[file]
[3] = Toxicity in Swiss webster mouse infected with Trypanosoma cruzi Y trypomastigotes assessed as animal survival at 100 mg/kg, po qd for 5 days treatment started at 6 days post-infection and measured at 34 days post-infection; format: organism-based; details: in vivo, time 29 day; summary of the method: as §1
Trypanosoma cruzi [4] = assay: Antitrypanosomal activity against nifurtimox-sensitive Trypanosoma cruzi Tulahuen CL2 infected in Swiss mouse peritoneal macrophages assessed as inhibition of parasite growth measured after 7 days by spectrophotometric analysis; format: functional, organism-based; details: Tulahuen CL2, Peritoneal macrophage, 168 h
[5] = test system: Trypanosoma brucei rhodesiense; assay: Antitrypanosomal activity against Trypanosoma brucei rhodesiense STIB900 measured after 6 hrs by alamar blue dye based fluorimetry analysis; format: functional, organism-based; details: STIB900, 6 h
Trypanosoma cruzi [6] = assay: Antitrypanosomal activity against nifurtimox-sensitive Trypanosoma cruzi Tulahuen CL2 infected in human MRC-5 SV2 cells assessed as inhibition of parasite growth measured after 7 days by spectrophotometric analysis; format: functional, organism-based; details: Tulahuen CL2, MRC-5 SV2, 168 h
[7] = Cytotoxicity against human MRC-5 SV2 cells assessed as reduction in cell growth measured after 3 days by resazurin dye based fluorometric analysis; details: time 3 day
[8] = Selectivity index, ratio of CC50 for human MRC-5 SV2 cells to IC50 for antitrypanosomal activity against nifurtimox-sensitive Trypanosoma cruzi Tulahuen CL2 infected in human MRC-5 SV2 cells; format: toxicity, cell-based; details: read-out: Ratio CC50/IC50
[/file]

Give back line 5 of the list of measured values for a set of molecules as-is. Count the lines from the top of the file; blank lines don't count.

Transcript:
[7] = Cytotoxicity against human MRC-5 SV2 cells assessed as reduction in cell growth measured after 3 days by resazurin dye based fluorometric analysis; details: time 3 day